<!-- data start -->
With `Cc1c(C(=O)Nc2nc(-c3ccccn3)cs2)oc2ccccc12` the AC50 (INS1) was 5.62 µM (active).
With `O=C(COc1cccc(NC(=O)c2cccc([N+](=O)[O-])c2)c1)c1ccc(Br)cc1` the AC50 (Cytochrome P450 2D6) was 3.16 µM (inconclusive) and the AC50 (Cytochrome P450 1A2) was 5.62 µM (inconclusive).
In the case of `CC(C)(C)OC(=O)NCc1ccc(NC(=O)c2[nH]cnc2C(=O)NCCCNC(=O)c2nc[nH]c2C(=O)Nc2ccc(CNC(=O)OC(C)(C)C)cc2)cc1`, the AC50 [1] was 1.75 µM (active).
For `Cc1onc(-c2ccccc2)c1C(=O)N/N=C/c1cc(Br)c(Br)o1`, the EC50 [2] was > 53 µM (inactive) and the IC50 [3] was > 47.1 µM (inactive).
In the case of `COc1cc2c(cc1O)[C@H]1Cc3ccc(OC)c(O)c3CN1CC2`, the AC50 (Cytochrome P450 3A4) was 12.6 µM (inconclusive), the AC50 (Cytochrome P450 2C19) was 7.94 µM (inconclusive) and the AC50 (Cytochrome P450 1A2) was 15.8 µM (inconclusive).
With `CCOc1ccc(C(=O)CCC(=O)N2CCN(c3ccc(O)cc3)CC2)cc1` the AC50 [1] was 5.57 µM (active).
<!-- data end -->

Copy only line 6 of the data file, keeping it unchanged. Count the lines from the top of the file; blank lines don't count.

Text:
With `CCOc1ccc(C(=O)CCC(=O)N2CCN(c3ccc(O)cc3)CC2)cc1` the AC50 [1] was 5.57 µM (active).